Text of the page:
22 June 2022
Your life hangs in the balance
Not to be dramatic about it, but literally that.
Next yoga class when you’re standing in tree pose, know that the Grim Reaper is watching.
The Back Page hasn’t done yoga in years, but remembers that vrksasana, with one foot hitched to the other thigh and hands joined above your head, was a particular killer to perform with a hangover.
Now that we know the inability to hold a pose like this is a harbinger of one’s impending death, it makes a lot more sense.
A study in the British Journal of Sports Medicine has found that failure to complete a 10-second one-legged-stance test is associated with almost twice the risk of death within a decade, after adjusting for age, sex, obesity, heart disease, high blood pressure, diabetes and more.
Using data from the CLINIMEX Exercise study, which was set up in 1994, the prospective cohort study analysed 1702 people aged 51 to 75 between 2008 and 2020 (all of them white Brazilians), looking at their survival curves and risk of death. Twenty per cent of the subjects were unable to stand on one foot for 10 seconds at baseline. (To standardise the test, subjects had to keep their hands by their sides and put the free foot on the calf of the planted leg. Go on, try it!)
Just over 7% of the cohort died during followup. Among those who passed the 10s one-legged standing test, the proportion was 4.6%, while for those who failed it was 17.5%.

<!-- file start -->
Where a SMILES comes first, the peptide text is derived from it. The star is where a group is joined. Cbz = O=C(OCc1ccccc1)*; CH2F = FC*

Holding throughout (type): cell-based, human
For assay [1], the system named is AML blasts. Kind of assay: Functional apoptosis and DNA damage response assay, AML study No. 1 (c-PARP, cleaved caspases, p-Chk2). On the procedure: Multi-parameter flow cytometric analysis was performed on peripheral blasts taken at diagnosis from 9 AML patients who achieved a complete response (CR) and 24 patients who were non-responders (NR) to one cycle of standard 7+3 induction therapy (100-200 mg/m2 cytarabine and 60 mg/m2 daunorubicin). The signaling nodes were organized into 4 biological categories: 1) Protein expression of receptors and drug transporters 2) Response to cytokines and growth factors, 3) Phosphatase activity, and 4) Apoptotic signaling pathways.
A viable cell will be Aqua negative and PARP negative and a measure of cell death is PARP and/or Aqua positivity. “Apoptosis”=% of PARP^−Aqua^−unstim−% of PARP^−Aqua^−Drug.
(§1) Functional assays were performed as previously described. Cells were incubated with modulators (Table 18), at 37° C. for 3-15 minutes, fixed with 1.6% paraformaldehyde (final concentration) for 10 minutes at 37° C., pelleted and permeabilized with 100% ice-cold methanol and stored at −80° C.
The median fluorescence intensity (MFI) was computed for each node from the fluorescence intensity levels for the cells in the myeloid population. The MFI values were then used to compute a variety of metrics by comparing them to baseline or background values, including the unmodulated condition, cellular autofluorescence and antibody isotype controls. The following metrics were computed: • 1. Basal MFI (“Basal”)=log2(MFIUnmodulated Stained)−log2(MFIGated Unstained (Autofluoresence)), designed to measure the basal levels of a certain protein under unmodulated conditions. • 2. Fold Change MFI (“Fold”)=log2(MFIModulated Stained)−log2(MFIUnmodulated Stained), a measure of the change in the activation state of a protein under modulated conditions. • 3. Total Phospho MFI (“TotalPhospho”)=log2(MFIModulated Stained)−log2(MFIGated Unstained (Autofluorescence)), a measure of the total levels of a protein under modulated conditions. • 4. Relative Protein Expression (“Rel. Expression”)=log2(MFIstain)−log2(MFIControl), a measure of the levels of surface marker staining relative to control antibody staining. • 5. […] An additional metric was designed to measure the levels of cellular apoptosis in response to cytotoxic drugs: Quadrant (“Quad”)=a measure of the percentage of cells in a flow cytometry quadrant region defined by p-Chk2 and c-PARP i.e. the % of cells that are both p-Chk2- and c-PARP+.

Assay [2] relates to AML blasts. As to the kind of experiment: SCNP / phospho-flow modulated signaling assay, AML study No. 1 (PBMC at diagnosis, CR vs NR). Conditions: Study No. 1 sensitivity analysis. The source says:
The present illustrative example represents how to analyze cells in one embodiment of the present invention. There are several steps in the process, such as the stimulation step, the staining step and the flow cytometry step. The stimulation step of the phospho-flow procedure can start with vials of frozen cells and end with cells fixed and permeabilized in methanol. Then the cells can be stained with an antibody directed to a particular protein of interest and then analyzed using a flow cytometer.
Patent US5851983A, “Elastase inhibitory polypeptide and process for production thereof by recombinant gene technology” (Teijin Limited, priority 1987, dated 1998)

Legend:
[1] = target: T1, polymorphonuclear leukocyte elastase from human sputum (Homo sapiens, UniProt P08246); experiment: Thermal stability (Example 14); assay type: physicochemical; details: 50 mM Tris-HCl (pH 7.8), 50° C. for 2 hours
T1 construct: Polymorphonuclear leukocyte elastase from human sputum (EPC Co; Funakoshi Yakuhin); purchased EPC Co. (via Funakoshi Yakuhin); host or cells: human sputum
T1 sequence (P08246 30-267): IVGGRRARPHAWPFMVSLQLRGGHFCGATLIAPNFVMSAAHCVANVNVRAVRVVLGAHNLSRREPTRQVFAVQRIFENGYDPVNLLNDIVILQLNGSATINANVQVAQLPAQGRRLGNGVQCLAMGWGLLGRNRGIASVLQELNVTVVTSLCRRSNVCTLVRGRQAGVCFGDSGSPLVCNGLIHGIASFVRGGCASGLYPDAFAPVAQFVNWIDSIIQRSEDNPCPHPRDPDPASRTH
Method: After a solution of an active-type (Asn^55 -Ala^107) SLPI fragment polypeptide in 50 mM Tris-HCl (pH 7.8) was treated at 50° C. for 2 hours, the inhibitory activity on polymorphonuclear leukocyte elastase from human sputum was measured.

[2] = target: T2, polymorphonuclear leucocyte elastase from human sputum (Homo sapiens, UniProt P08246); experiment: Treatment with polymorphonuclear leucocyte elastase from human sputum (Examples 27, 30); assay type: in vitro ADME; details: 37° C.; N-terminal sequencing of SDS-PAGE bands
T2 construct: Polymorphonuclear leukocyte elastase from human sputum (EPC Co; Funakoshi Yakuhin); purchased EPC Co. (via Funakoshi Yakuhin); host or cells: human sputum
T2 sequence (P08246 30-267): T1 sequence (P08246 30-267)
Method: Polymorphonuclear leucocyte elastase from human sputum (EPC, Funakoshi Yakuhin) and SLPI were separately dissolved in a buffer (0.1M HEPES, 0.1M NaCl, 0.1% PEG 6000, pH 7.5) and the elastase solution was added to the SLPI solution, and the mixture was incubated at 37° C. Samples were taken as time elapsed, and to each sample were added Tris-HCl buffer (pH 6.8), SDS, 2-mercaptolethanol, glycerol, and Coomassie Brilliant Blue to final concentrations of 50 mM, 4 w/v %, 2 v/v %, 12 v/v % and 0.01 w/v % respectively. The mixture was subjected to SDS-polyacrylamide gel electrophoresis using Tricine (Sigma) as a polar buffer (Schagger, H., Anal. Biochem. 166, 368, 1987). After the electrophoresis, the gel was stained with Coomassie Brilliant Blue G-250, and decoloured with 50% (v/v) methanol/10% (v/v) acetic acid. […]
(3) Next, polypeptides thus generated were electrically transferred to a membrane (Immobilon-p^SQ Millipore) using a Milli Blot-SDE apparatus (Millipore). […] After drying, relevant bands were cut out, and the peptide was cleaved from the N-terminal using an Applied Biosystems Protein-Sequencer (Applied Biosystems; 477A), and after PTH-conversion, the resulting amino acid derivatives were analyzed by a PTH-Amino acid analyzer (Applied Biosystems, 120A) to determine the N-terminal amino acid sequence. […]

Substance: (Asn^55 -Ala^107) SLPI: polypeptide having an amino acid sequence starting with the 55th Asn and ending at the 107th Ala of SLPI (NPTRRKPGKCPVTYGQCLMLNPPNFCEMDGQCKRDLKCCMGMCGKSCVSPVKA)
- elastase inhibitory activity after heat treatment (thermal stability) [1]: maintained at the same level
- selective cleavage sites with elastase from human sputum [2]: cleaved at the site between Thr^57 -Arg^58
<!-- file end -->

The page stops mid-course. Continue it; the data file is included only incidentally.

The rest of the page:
Deaths were “mostly due to cancer (32%), cardiovascular causes (30%), diseases of the respiratory system (9%) and covid-19 complications (7%)” with no important differences between pass and fail groups.
Failure to pass the test was associated with greater age (the oldest group had less than 10% the success rate of the youngest) and comorbidities. After adjusting for those factors, they still found an 84% increase in all-cause mortality among those who failed the one-foot test.
So, a bit like gait speed, balance is a good prognostic indicator of survival – with the wrinkle that it’s unknown how death is being avoided, nor whether it’s susceptible to intervention.
Is the test “a useful complement to routine evaluations among middle-aged and older subjects” as the authors propose? Or is it more along the lines of a fortune teller’s prediction or Tarot reading?
As a GP, if a patient fails the test in your rooms, what do you do with that information? Tell them to take that once-in-a-lifetime trip sooner rather than later?
If you see something that prophesies death, break it gently to email@example.com.